• APPLY FOR A DEI & WELL-BEING GRANT: As mentioned above, another way the DEI team hopes to support you in DEI efforts is to offer a grant program to help pay for some of your creative ideas. From buying books for a book club to funding decorations for celebrating an important tradition to purchasing items to create a “Zen Den” where caregivers can go to relax during breaks, and more, the grant program is here as a resource to you! For more information or to apply for a grant, please see here.
  • If you or anyone in your department is interested in learning more about DEI and Wellbeing, or would like to participate in some of our action planning, please email brooke.chhina@providence.org about joining our Diversity and Wellbeing Committee here at Providence.
  • For additional resources about DEI and caregiver wellness, click here to be sent to our Caregiver Resource Hub.

 


 

Quote Corner: Print and post them around your department!

  • “If you are neutral in situations of injustice, you have chosen the side of the oppressor.” – Desmond Tutu
  • “In a racist society it is not enough to be non-racist, we must be anti-racist.”—Angela Davis
  • “No matter how big a nation is, it no stronger than its weakest people, and as long as you keep a person down, some part of you has to be down there to hold him down, so it means you cannot soar as you might otherwise.” – Marian Anderson
  • “But all our phrasing- race relations, racial chasm, racial justice, racial profiling, white privilege, even white supremacy- serves to obscure that racism is a visceral experience that blocks the airways, rips muscle, extracts organs, cracks bones, break teeth. You must never look away from this. You must always remember that the sociology, the history, the economics, the graphs, the charts, the regressions all land, with great violence, upon the body”—Ta-Nehisi Coates
  • “No one is born hating another person because of the color of his skin, or his background, or his religion. People must learn to hate, and if they can learn to hate, they can be taught to love, for love comes more naturally to the human heart than its opposite.” — Nelson Mandela
  • “The beauty of anti-racism is that you don’t have to pretend to be free of racism to be an anti-racist. Anti-racism is the commitment to fight racism wherever you find it, including in yourself. And it’s the only way forward.” — Ijeoma Oluo.

 


 

Diversity Cooking Class – A monthly recipe highlighting the cuisine of culture’s from around the world.

February: Malawah (Somali Sweet Pancakes)

Ingredients:

For the Malawah Pancakes  

  • 320 g All-Purpose Flour
  • 185 ml Plant Milk
  • 1 Large Egg
  • 1/4 tbsp. Cinnamon
  • 1 Pinch of Salt
  • 1 tbsp. of Sunflower Oil
  • 85 g Sugar

For the Apple Sauce  

  • 300 g Apples
  • 1 Tbsp, Honey
  • 1 Teaspoon of Lemon Juice
  • 1 Tbsp. Starch
Instructions:
  1. Peel and cut the apples into small pieces. Then put them in a pan and add Lemon Juice and Honey into the Pan and let it cook at middle heat for 20 minutes. Sift in the Starch notch and stir until the apple sauce thickens. Once the Apple Sauce is thick, set it aside and let it cool.
  2. For the Pancakes, mix all the ingredients together. Now add oil to the pan and put a large spoon of pancake batter into the pan and fry one side for 3 – 5 minutes at medium heat.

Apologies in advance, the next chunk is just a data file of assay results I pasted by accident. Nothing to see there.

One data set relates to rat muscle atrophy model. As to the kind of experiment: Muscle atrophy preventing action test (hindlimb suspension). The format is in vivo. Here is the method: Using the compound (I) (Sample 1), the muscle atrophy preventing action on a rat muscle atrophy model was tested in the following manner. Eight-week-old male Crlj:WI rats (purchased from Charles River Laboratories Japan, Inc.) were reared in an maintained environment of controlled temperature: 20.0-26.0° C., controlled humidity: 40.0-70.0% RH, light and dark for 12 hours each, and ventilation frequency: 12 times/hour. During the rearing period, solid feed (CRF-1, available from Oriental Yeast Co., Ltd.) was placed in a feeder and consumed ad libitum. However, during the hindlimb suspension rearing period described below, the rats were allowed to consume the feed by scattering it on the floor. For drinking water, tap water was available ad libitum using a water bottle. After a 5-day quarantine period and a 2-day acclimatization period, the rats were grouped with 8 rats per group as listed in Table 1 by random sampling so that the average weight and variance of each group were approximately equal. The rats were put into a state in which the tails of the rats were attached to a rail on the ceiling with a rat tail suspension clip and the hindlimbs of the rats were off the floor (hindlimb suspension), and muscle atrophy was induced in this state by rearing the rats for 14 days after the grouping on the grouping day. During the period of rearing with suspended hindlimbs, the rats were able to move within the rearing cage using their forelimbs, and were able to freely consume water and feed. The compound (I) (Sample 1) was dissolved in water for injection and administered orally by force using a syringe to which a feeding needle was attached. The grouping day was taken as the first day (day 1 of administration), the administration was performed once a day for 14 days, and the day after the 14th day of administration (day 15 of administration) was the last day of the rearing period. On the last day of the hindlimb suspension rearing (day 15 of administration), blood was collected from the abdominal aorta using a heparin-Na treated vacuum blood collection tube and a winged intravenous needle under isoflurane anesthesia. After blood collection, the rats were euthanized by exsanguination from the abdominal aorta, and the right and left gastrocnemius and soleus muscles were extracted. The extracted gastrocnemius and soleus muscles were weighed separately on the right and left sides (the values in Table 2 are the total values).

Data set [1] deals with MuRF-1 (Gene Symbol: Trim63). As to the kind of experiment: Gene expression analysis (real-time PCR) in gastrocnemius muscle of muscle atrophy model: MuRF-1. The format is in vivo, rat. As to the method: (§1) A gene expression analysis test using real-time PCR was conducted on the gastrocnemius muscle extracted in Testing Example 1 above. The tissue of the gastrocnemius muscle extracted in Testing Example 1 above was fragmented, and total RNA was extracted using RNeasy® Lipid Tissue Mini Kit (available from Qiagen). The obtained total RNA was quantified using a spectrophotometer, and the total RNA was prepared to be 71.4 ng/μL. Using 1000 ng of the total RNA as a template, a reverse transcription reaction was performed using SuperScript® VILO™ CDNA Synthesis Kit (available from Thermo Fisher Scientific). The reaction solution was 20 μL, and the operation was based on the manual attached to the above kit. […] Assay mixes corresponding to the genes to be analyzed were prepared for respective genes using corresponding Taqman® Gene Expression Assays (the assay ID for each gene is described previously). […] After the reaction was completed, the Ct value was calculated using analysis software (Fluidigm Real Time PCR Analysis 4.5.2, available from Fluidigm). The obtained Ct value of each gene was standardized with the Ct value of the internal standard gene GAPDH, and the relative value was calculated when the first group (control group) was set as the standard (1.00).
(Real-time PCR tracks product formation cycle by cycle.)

3. Put the apple sauces onto the Pancakes and enjoy.

 


 

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May Featured Resources

May is Mental Health Awareness Month and stroke Awareness Month here are some local Mental Health and Stroke Support Resources you can find on Livewelllocal.org and on our Facebook page.

ImHurting Crisis Chat

ImHurting Crisis Chat is a service offered through Volunteers of America Western Washington in the North Puget Sound region. Their mission is to help people by providing online emotional support during times of crisis. Everyone is welcome to talk about what’s causing them to feel pain. Crisis Counselors will listen to you without judgment, and help you feel cared about and safe. You can expect the Crisis Counselor to help you explore your feelings, come up with some coping strategies, and focus on your personal safety. This is a safe place to talk about what’s troubling you – including suicide. 

Mental Health First Aid

Mental Health First Aid is an eight-hour program that helps the public identify, understand, and respond to signs of mental illnesses and substance use disorders. It is a public education and prevention tool that connects people with care for and improves knowledge of mental health problems. Mental Health First Aid USA is taught by certified instructors. Classes are taught at the Compass Health Federal Avenue Campus in Everett open to the community, by contract and by contract at your site. Class size is 12 to 30 participants. 

The Stroke Support Group

The Stroke Support Group is specifically designed to offer you and your caregivers, family and friends the opportunity to talk with other stroke survivors and learn how to make the most life after stroke. We know you have many questions. This group is led by fellow stroke survivors who offer insights into what they have learned and helpful tips they have gained, all in an open and friendly environment. The Stroke Support Group meets on the 2nd Friday of every month at the Medical Office Building adjacent to the Hospital in the St. Helens Room. For questions, please contact Lisa Shumaker at 425-404-6842.